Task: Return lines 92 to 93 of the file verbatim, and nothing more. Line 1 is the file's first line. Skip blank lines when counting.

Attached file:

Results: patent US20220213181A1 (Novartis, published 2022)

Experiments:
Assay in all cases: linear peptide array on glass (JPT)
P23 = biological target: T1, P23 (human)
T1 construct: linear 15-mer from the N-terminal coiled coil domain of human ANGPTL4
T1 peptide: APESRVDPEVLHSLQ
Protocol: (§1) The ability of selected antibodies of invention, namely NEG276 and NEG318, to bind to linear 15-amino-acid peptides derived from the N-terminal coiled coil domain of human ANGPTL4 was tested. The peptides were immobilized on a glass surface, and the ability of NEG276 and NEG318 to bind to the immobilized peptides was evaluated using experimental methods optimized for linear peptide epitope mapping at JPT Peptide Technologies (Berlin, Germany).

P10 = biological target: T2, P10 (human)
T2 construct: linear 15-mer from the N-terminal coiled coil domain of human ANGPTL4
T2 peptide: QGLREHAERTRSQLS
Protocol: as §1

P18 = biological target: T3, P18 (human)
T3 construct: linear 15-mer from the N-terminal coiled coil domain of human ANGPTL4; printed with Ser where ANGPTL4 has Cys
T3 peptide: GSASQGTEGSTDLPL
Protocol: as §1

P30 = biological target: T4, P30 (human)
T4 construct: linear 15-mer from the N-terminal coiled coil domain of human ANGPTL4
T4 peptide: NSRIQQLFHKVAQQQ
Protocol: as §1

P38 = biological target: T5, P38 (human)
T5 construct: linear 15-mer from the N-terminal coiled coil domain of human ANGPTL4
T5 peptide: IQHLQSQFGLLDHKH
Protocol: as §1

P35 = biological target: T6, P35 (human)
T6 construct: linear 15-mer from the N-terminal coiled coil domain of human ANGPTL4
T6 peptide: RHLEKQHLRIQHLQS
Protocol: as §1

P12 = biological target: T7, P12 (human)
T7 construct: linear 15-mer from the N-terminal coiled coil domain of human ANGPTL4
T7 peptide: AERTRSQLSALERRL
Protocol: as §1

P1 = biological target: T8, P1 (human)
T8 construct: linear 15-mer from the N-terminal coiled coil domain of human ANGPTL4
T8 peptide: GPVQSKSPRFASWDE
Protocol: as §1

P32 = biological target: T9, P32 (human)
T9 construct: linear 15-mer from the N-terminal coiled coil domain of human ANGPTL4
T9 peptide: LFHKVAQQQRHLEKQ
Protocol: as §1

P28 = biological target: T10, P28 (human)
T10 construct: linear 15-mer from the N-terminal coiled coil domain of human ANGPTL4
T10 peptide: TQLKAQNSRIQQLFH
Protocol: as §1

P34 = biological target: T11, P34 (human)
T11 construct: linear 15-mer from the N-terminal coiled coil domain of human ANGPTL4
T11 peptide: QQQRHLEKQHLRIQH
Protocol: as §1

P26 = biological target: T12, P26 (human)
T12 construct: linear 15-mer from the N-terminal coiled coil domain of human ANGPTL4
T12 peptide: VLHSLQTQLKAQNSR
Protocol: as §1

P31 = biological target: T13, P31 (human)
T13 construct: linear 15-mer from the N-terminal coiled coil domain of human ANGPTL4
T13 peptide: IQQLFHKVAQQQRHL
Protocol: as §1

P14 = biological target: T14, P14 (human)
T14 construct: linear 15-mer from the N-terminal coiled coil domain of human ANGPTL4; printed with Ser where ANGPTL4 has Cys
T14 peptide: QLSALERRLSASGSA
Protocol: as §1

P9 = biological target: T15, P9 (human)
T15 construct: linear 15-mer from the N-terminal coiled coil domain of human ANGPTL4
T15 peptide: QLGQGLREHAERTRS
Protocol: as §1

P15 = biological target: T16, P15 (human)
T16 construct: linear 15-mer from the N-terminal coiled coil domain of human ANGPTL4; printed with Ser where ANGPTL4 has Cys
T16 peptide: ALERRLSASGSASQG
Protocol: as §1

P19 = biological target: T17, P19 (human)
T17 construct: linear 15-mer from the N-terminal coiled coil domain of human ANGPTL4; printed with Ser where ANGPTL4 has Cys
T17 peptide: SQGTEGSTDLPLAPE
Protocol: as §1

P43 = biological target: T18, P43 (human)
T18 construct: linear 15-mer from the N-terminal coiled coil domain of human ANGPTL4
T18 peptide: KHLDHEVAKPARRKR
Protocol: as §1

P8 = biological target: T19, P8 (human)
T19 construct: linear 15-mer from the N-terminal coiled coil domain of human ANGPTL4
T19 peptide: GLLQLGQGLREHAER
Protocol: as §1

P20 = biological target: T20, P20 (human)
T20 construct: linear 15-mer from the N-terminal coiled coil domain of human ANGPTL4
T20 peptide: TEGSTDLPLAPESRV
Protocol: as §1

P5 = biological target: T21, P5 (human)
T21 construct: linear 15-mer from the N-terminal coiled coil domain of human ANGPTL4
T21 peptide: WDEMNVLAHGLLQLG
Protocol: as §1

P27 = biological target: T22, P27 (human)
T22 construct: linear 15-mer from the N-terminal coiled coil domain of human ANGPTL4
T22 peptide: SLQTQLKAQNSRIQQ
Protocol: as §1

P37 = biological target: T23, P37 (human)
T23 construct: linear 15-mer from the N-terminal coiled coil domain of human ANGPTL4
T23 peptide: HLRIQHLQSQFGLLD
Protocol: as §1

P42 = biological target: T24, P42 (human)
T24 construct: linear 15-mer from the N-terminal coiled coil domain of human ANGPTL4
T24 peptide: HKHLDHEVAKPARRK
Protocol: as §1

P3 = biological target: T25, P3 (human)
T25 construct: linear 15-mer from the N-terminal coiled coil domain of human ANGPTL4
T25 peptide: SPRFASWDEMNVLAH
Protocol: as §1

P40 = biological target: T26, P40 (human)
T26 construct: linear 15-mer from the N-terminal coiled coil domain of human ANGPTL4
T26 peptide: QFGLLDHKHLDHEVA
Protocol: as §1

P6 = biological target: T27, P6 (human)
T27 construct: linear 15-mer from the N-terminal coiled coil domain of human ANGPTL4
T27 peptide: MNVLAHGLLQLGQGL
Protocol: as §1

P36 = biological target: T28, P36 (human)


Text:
P37 = biological target: T23, P37 (human)
T23 construct: linear 15-mer from the N-terminal coiled coil domain of human ANGPTL4